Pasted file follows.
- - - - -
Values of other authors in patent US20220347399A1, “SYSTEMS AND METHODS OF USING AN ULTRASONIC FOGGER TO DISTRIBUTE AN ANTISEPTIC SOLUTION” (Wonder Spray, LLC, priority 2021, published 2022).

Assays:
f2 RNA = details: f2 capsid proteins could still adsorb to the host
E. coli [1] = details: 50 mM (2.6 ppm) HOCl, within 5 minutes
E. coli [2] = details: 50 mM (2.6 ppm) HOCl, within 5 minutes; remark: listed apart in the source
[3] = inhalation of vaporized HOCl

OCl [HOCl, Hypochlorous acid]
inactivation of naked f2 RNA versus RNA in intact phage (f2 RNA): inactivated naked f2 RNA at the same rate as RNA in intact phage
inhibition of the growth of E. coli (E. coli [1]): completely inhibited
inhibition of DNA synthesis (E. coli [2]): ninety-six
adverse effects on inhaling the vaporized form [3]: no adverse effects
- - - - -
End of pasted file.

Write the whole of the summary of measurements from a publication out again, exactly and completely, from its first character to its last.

Values of other authors in patent US20220347399A1, “SYSTEMS AND METHODS OF USING AN ULTRASONIC FOGGER TO DISTRIBUTE AN ANTISEPTIC SOLUTION” (Wonder Spray, LLC, priority 2021, published 2022).

Assays:
f2 RNA = details: f2 capsid proteins could still adsorb to the host
E. coli [1] = details: 50 mM (2.6 ppm) HOCl, within 5 minutes
E. coli [2] = details: 50 mM (2.6 ppm) HOCl, within 5 minutes; remark: listed apart in the source
[3] = inhalation of vaporized HOCl

OCl [HOCl, Hypochlorous acid]
inactivation of naked f2 RNA versus RNA in intact phage (f2 RNA): inactivated naked f2 RNA at the same rate as RNA in intact phage
inhibition of the growth of E. coli (E. coli [1]): completely inhibited
inhibition of DNA synthesis (E. coli [2]): ninety-six
adverse effects on inhaling the vaporized form [3]: no adverse effects